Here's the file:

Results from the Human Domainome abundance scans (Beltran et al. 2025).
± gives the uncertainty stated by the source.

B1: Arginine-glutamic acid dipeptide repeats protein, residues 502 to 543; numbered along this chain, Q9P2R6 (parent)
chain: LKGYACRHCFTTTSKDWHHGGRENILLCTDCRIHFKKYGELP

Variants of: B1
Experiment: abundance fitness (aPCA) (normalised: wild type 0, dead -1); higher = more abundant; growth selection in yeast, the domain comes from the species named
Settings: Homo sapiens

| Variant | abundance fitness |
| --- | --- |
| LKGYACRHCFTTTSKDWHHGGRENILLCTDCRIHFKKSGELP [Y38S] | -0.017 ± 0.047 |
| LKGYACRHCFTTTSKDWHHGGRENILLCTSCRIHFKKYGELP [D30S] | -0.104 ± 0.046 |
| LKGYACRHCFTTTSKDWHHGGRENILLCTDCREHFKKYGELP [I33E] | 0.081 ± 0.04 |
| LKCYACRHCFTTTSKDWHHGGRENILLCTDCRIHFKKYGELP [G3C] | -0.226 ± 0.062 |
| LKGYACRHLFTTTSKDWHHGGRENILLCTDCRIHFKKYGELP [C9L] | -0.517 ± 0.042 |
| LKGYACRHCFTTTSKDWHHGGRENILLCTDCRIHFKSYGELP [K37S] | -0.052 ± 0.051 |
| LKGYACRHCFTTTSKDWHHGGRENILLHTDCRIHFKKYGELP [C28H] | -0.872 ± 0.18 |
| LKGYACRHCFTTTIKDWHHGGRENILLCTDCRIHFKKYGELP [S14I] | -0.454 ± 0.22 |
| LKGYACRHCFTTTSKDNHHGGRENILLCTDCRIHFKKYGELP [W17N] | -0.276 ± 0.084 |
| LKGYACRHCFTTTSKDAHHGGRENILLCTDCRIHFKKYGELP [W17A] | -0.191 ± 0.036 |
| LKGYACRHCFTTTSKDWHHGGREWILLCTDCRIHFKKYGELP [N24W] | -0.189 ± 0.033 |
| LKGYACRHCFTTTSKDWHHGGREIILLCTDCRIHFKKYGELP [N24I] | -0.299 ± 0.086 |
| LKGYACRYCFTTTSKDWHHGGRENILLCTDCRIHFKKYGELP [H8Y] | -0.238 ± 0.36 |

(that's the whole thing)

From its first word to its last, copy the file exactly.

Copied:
Results from the Human Domainome abundance scans (Beltran et al. 2025).
± gives the uncertainty stated by the source.

B1: Arginine-glutamic acid dipeptide repeats protein, residues 502 to 543; numbered along this chain, Q9P2R6 (parent)
chain: LKGYACRHCFTTTSKDWHHGGRENILLCTDCRIHFKKYGELP

Variants of: B1
Experiment: abundance fitness (aPCA) (normalised: wild type 0, dead -1); higher = more abundant; growth selection in yeast, the domain comes from the species named
Settings: Homo sapiens

| Variant | abundance fitness |
| --- | --- |
| LKGYACRHCFTTTSKDWHHGGRENILLCTDCRIHFKKSGELP [Y38S] | -0.017 ± 0.047 |
| LKGYACRHCFTTTSKDWHHGGRENILLCTSCRIHFKKYGELP [D30S] | -0.104 ± 0.046 |
| LKGYACRHCFTTTSKDWHHGGRENILLCTDCREHFKKYGELP [I33E] | 0.081 ± 0.04 |
| LKCYACRHCFTTTSKDWHHGGRENILLCTDCRIHFKKYGELP [G3C] | -0.226 ± 0.062 |
| LKGYACRHLFTTTSKDWHHGGRENILLCTDCRIHFKKYGELP [C9L] | -0.517 ± 0.042 |
| LKGYACRHCFTTTSKDWHHGGRENILLCTDCRIHFKSYGELP [K37S] | -0.052 ± 0.051 |
| LKGYACRHCFTTTSKDWHHGGRENILLHTDCRIHFKKYGELP [C28H] | -0.872 ± 0.18 |
| LKGYACRHCFTTTIKDWHHGGRENILLCTDCRIHFKKYGELP [S14I] | -0.454 ± 0.22 |
| LKGYACRHCFTTTSKDNHHGGRENILLCTDCRIHFKKYGELP [W17N] | -0.276 ± 0.084 |
| LKGYACRHCFTTTSKDAHHGGRENILLCTDCRIHFKKYGELP [W17A] | -0.191 ± 0.036 |
| LKGYACRHCFTTTSKDWHHGGREWILLCTDCRIHFKKYGELP [N24W] | -0.189 ± 0.033 |
| LKGYACRHCFTTTSKDWHHGGREIILLCTDCRIHFKKYGELP [N24I] | -0.299 ± 0.086 |
| LKGYACRYCFTTTSKDWHHGGRENILLCTDCRIHFKKYGELP [H8Y] | -0.238 ± 0.36 |